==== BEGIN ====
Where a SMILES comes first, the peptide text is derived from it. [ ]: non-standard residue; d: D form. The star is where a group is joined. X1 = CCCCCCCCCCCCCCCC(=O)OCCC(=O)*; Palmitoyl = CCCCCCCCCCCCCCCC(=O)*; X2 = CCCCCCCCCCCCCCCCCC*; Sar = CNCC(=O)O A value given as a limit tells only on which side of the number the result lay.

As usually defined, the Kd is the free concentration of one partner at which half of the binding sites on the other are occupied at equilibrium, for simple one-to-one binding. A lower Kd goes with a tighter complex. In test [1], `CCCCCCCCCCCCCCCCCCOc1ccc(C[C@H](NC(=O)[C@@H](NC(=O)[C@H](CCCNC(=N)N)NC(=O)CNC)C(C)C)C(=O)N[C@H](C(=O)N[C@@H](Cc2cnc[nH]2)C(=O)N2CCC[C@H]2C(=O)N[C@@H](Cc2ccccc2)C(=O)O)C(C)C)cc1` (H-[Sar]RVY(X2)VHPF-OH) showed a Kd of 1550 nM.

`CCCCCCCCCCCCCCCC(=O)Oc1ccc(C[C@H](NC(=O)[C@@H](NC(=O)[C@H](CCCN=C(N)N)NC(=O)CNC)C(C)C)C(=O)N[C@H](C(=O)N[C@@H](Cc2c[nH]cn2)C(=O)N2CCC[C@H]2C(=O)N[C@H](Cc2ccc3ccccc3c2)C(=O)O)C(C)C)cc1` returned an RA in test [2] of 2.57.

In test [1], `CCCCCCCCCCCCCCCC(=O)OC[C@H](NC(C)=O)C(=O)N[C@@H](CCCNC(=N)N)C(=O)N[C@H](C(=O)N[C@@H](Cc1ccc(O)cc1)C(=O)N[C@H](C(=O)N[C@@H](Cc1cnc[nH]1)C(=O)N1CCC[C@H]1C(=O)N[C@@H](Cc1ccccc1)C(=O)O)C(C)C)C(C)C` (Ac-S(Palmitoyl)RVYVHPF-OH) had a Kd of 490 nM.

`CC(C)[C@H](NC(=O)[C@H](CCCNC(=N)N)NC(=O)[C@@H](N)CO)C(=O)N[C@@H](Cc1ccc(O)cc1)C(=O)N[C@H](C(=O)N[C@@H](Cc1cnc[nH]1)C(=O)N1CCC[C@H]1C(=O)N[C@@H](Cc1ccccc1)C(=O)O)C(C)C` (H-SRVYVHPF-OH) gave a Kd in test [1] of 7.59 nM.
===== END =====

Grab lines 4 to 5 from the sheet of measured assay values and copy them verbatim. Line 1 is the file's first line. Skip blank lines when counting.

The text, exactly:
In test [1], `CCCCCCCCCCCCCCCC(=O)OC[C@H](NC(C)=O)C(=O)N[C@@H](CCCNC(=N)N)C(=O)N[C@H](C(=O)N[C@@H](Cc1ccc(O)cc1)C(=O)N[C@H](C(=O)N[C@@H](Cc1cnc[nH]1)C(=O)N1CCC[C@H]1C(=O)N[C@@H](Cc1ccccc1)C(=O)O)C(C)C)C(C)C` (Ac-S(Palmitoyl)RVYVHPF-OH) had a Kd of 490 nM.

`CC(C)[C@H](NC(=O)[C@H](CCCNC(=N)N)NC(=O)[C@@H](N)CO)C(=O)N[C@@H](Cc1ccc(O)cc1)C(=O)N[C@H](C(=O)N[C@@H](Cc1cnc[nH]1)C(=O)N1CCC[C@H]1C(=O)N[C@@H](Cc1ccccc1)C(=O)O)C(C)C` (H-SRVYVHPF-OH) gave a Kd in test [1] of 7.59 nM.